As a mother, she couldn't say she'd done her best with Margaret, but she'd tried beyond the point where others might have reasonably given up. Henry had, worn down by the cycle of promises that turned out to be lies, the brief clean periods between treatment and relapse, the lost jobs and credit card debt. Though she understood it perfectly, his withdrawal from their daughter was perhaps the greatest sorrow in Emily's life. Through everything, she'd always included Margaret in their plans, knowing, often, in those terrible years, that her invitations would be ignored or flatly rejected, and when accepted, the results would be disastrous. For Emily, Margaret's absence was a sadness; for the rest of the family, a relief. Kenneth, like Henry, was embarrassed by her, as were Sarah and Justin, who seemed to have taken her cautionary example to heart, feeding themselves and getting good grades so they could escape to a more orderly life — but that was the past, Margaret would insist. She'd been sober nearly four years now. She liked to talk about a clean slate, and in some ways their relationship had changed, but in others it felt like the same struggle they'd waged since Margaret turned thirteen. While she was more open and affectionate — showily at times, as if in her gratitude she could no longer control her emotions — Emily suspected it wasn't entirely genuine. Likewise her constant references to making amends and surrendering to a higher power, when more than anything Emily wanted her to take responsibility for her life, past and present. The money troubles, the parade of boyfriends, the inability to follow through on all but the most immediate plans — these were the same problems that had plagued her forever.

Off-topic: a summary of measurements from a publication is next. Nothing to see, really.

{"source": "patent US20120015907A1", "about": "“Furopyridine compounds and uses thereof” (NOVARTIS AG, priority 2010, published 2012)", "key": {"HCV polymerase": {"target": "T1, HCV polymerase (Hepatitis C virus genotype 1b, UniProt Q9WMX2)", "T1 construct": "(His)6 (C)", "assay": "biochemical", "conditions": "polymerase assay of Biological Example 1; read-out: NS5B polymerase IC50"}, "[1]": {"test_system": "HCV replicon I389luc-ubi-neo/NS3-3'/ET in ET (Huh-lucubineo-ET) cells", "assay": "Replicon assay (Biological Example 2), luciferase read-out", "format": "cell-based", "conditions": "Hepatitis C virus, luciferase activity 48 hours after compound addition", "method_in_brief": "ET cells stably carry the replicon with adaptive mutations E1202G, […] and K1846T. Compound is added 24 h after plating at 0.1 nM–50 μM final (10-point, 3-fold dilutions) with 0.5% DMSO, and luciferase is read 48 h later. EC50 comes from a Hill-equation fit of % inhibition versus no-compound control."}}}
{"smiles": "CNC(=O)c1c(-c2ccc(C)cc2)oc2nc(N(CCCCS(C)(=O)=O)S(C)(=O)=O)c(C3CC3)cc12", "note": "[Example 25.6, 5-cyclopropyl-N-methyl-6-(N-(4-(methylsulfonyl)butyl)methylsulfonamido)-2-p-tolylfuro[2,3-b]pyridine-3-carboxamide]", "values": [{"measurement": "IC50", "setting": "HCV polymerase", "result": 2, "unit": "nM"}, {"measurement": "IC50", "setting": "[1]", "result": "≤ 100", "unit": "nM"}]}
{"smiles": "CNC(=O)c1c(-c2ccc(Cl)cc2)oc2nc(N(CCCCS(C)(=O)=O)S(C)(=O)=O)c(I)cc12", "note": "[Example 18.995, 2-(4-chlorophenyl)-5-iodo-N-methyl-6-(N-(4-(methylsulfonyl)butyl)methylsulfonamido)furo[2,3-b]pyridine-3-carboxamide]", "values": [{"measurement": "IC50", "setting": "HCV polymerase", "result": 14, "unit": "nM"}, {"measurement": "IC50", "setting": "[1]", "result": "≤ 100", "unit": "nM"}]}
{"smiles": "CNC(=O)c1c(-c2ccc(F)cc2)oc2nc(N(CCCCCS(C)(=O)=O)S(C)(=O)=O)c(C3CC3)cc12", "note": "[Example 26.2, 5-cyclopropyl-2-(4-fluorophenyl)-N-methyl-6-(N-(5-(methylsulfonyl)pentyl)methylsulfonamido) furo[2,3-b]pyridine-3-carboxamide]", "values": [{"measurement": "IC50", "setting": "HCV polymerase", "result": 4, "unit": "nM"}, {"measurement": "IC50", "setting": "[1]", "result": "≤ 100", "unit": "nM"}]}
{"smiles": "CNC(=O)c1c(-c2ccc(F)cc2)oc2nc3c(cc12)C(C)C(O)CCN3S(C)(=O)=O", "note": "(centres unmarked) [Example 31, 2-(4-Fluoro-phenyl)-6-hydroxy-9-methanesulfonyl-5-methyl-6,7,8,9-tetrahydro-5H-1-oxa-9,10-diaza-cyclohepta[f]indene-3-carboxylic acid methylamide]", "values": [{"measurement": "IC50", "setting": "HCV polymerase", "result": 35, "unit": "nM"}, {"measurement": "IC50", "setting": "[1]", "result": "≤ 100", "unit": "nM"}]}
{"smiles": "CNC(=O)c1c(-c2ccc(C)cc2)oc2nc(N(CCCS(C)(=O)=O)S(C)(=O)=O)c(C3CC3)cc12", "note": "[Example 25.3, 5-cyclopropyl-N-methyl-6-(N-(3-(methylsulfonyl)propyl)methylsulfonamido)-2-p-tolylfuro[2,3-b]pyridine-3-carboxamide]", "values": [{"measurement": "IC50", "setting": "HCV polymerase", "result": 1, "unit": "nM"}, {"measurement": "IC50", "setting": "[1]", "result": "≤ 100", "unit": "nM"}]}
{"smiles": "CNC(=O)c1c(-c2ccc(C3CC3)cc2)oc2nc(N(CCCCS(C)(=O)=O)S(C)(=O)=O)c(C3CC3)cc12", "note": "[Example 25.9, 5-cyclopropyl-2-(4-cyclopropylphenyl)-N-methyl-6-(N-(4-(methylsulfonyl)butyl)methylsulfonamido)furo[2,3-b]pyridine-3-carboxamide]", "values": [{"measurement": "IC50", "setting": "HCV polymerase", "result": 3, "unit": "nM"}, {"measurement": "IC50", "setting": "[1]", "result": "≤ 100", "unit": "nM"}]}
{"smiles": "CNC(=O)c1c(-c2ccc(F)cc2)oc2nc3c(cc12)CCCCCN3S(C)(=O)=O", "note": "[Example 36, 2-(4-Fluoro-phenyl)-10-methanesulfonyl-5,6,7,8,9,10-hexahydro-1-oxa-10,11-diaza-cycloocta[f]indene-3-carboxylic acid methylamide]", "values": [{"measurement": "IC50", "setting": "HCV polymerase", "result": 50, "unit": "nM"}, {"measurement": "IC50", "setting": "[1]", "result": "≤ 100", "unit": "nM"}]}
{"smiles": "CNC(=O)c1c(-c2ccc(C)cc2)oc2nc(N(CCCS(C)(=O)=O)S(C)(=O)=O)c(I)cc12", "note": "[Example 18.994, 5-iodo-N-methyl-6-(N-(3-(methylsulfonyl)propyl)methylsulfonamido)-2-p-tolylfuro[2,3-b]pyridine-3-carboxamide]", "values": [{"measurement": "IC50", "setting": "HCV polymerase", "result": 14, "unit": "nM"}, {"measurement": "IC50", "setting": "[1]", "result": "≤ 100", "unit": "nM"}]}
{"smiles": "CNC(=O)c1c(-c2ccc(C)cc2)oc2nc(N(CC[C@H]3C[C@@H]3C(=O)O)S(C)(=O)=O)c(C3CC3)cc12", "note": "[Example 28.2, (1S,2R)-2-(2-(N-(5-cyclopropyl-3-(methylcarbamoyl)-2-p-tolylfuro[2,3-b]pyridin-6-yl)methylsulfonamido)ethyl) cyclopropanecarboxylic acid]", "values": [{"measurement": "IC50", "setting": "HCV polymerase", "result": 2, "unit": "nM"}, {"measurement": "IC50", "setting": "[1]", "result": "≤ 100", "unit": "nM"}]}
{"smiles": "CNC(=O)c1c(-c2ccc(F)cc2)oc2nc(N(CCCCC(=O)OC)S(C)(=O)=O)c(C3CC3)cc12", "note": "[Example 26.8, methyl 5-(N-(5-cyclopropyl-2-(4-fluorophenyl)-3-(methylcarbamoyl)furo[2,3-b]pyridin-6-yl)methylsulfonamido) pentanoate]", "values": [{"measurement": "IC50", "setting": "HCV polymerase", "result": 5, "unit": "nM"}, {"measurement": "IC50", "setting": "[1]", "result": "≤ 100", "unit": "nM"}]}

Dismayed at the arc of her thoughts — today of all days — she folded the paper and took her cup and saucer into the kitchen for a refill. Gazing out the back door at the dripping trees as she waited for the kettle to warm, she wondered at the whole chain of continuity running back through her mother to her Grandmother Benton before her and down through Margaret to Sarah. Had her mother been as unhappy with her? Because they battled just as often and hard. In her later years she complained that Emily never visited, that they always had to visit Pittsburgh to see the grandchildren, an accusation Emily disputed bitterly, since it seemed she was always driving to Kersey. Always, never — their positions were absolute. The old house was a bungalow, and when she and Henry visited, they stayed in Emily's room, the rose-patterned wallpaper untouched since the Depression, the ceilings water-stained, and by the second day she was ready to leave. How many times did she have to win her freedom, and wasn't it unnatural to feel this way? Because she did love her mother. It was grueling, this confusion. She wished she could express this to Margaret — as if, just by being mothers and daughters, they were all caught in something larger, something ultimately not their fault.